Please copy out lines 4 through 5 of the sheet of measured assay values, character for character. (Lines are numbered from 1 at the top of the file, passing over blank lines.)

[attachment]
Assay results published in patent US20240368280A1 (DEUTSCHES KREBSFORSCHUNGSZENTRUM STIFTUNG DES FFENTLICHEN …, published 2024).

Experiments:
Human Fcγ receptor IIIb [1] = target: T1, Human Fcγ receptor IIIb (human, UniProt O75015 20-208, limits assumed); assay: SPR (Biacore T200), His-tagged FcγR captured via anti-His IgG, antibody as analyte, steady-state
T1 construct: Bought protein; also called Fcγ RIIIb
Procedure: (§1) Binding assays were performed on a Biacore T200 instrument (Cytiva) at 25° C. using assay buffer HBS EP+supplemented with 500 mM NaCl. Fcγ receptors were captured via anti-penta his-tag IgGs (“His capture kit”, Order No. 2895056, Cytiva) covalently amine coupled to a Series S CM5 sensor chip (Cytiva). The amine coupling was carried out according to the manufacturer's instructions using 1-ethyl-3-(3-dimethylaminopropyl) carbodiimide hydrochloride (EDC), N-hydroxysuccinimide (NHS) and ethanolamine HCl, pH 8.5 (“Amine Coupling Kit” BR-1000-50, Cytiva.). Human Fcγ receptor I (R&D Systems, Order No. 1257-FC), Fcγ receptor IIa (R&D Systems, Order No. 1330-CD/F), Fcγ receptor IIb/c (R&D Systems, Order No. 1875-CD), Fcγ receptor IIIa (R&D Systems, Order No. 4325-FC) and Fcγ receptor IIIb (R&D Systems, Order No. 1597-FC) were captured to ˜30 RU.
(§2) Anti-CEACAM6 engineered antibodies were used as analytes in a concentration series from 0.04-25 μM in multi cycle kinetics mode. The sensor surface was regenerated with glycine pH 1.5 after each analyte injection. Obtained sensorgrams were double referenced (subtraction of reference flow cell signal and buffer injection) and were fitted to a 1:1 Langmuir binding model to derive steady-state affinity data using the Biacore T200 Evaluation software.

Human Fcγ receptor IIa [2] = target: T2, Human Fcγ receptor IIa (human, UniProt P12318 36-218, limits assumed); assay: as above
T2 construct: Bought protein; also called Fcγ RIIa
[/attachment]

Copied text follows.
T1 construct: Bought protein; also called Fcγ RIIIb
Procedure: (§1) Binding assays were performed on a Biacore T200 instrument (Cytiva) at 25° C. using assay buffer HBS EP+supplemented with 500 mM NaCl. Fcγ receptors were captured via anti-penta his-tag IgGs (“His capture kit”, Order No. 2895056, Cytiva) covalently amine coupled to a Series S CM5 sensor chip (Cytiva). The amine coupling was carried out according to the manufacturer's instructions using 1-ethyl-3-(3-dimethylaminopropyl) carbodiimide hydrochloride (EDC), N-hydroxysuccinimide (NHS) and ethanolamine HCl, pH 8.5 (“Amine Coupling Kit” BR-1000-50, Cytiva.). Human Fcγ receptor I (R&D Systems, Order No. 1257-FC), Fcγ receptor IIa (R&D Systems, Order No. 1330-CD/F), Fcγ receptor IIb/c (R&D Systems, Order No. 1875-CD), Fcγ receptor IIIa (R&D Systems, Order No. 4325-FC) and Fcγ receptor IIIb (R&D Systems, Order No. 1597-FC) were captured to ˜30 RU.